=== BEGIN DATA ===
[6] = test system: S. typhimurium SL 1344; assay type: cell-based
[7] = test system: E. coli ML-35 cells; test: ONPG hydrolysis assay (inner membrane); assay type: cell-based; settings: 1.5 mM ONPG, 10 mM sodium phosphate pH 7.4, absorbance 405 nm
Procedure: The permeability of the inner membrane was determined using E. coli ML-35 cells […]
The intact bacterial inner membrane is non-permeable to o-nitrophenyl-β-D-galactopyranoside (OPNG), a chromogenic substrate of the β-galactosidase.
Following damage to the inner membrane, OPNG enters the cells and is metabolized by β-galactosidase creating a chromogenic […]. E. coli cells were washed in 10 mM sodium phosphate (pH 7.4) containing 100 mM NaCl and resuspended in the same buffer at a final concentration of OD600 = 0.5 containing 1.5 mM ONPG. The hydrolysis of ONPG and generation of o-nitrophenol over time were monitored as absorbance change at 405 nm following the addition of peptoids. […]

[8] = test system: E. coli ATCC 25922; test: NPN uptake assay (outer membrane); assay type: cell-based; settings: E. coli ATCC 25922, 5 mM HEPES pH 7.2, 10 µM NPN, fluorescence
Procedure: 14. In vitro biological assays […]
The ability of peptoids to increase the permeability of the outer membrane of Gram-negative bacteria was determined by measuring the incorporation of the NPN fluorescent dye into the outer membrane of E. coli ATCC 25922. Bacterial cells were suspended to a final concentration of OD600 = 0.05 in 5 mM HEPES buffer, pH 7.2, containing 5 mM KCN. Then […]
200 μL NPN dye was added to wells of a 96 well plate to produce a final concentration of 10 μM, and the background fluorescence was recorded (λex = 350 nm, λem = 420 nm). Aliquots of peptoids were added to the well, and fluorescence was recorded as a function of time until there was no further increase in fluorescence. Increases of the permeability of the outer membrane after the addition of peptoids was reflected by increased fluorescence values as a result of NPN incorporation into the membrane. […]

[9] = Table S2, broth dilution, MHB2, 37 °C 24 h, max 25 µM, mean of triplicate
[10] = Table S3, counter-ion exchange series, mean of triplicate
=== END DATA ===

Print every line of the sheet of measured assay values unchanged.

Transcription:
[6] = test system: S. typhimurium SL 1344; assay type: cell-based
[7] = test system: E. coli ML-35 cells; test: ONPG hydrolysis assay (inner membrane); assay type: cell-based; settings: 1.5 mM ONPG, 10 mM sodium phosphate pH 7.4, absorbance 405 nm
Procedure: The permeability of the inner membrane was determined using E. coli ML-35 cells […]
The intact bacterial inner membrane is non-permeable to o-nitrophenyl-β-D-galactopyranoside (OPNG), a chromogenic substrate of the β-galactosidase.
Following damage to the inner membrane, OPNG enters the cells and is metabolized by β-galactosidase creating a chromogenic […]. E. coli cells were washed in 10 mM sodium phosphate (pH 7.4) containing 100 mM NaCl and resuspended in the same buffer at a final concentration of OD600 = 0.5 containing 1.5 mM ONPG. The hydrolysis of ONPG and generation of o-nitrophenol over time were monitored as absorbance change at 405 nm following the addition of peptoids. […]

[8] = test system: E. coli ATCC 25922; test: NPN uptake assay (outer membrane); assay type: cell-based; settings: E. coli ATCC 25922, 5 mM HEPES pH 7.2, 10 µM NPN, fluorescence
Procedure: 14. In vitro biological assays […]
The ability of peptoids to increase the permeability of the outer membrane of Gram-negative bacteria was determined by measuring the incorporation of the NPN fluorescent dye into the outer membrane of E. coli ATCC 25922. Bacterial cells were suspended to a final concentration of OD600 = 0.05 in 5 mM HEPES buffer, pH 7.2, containing 5 mM KCN. Then […]
200 μL NPN dye was added to wells of a 96 well plate to produce a final concentration of 10 μM, and the background fluorescence was recorded (λex = 350 nm, λem = 420 nm). Aliquots of peptoids were added to the well, and fluorescence was recorded as a function of time until there was no further increase in fluorescence. Increases of the permeability of the outer membrane after the addition of peptoids was reflected by increased fluorescence values as a result of NPN incorporation into the membrane. […]

[9] = Table S2, broth dilution, MHB2, 37 °C 24 h, max 25 µM, mean of triplicate
[10] = Table S3, counter-ion exchange series, mean of triplicate